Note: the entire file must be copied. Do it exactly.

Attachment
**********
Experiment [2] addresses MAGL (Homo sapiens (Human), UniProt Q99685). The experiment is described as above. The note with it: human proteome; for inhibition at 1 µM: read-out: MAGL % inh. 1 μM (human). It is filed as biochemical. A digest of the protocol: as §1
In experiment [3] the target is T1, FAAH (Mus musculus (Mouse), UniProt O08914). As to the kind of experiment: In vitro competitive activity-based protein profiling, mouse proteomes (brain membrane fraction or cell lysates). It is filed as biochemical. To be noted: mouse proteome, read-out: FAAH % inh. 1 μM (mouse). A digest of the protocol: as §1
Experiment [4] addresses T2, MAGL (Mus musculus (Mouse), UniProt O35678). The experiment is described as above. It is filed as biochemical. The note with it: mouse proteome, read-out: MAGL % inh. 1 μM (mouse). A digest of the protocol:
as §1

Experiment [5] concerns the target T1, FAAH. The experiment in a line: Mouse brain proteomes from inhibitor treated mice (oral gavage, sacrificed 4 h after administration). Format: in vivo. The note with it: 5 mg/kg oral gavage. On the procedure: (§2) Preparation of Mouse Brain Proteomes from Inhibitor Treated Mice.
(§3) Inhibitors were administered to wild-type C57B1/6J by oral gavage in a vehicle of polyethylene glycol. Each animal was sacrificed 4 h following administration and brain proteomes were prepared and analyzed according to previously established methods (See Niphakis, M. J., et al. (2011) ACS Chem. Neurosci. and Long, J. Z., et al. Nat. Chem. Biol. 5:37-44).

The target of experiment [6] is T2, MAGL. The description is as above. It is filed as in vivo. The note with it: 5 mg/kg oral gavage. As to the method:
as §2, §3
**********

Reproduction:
Experiment [2] addresses MAGL (Homo sapiens (Human), UniProt Q99685). The experiment is described as above. The note with it: human proteome; for inhibition at 1 µM: read-out: MAGL % inh. 1 μM (human). It is filed as biochemical. A digest of the protocol: as §1
In experiment [3] the target is T1, FAAH (Mus musculus (Mouse), UniProt O08914). As to the kind of experiment: In vitro competitive activity-based protein profiling, mouse proteomes (brain membrane fraction or cell lysates). It is filed as biochemical. To be noted: mouse proteome, read-out: FAAH % inh. 1 μM (mouse). A digest of the protocol: as §1
Experiment [4] addresses T2, MAGL (Mus musculus (Mouse), UniProt O35678). The experiment is described as above. It is filed as biochemical. The note with it: mouse proteome, read-out: MAGL % inh. 1 μM (mouse). A digest of the protocol:
as §1

Experiment [5] concerns the target T1, FAAH. The experiment in a line: Mouse brain proteomes from inhibitor treated mice (oral gavage, sacrificed 4 h after administration). Format: in vivo. The note with it: 5 mg/kg oral gavage. On the procedure: (§2) Preparation of Mouse Brain Proteomes from Inhibitor Treated Mice.
(§3) Inhibitors were administered to wild-type C57B1/6J by oral gavage in a vehicle of polyethylene glycol. Each animal was sacrificed 4 h following administration and brain proteomes were prepared and analyzed according to previously established methods (See Niphakis, M. J., et al. (2011) ACS Chem. Neurosci. and Long, J. Z., et al. Nat. Chem. Biol. 5:37-44).

The target of experiment [6] is T2, MAGL. The description is as above. It is filed as in vivo. The note with it: 5 mg/kg oral gavage. As to the method:
as §2, §3